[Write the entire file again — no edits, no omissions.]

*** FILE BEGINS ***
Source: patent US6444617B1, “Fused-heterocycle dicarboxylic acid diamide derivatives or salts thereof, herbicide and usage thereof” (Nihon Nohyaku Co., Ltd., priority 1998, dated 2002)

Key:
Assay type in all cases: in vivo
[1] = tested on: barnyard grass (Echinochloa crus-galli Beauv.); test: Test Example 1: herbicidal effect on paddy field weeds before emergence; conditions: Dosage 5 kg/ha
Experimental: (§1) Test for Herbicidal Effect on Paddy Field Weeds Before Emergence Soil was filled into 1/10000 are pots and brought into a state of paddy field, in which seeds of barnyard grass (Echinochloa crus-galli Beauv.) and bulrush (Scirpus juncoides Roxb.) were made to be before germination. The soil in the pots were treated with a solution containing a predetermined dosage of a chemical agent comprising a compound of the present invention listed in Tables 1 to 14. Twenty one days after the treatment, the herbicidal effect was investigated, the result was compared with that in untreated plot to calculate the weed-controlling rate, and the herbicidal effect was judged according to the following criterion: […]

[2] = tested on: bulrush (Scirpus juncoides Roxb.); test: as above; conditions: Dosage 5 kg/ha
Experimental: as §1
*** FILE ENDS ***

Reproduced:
Source: patent US6444617B1, “Fused-heterocycle dicarboxylic acid diamide derivatives or salts thereof, herbicide and usage thereof” (Nihon Nohyaku Co., Ltd., priority 1998, dated 2002)

Key:
Assay type in all cases: in vivo
[1] = tested on: barnyard grass (Echinochloa crus-galli Beauv.); test: Test Example 1: herbicidal effect on paddy field weeds before emergence; conditions: Dosage 5 kg/ha
Experimental: (§1) Test for Herbicidal Effect on Paddy Field Weeds Before Emergence Soil was filled into 1/10000 are pots and brought into a state of paddy field, in which seeds of barnyard grass (Echinochloa crus-galli Beauv.) and bulrush (Scirpus juncoides Roxb.) were made to be before germination. The soil in the pots were treated with a solution containing a predetermined dosage of a chemical agent comprising a compound of the present invention listed in Tables 1 to 14. Twenty one days after the treatment, the herbicidal effect was investigated, the result was compared with that in untreated plot to calculate the weed-controlling rate, and the herbicidal effect was judged according to the following criterion: […]

[2] = tested on: bulrush (Scirpus juncoides Roxb.); test: as above; conditions: Dosage 5 kg/ha
Experimental: as §1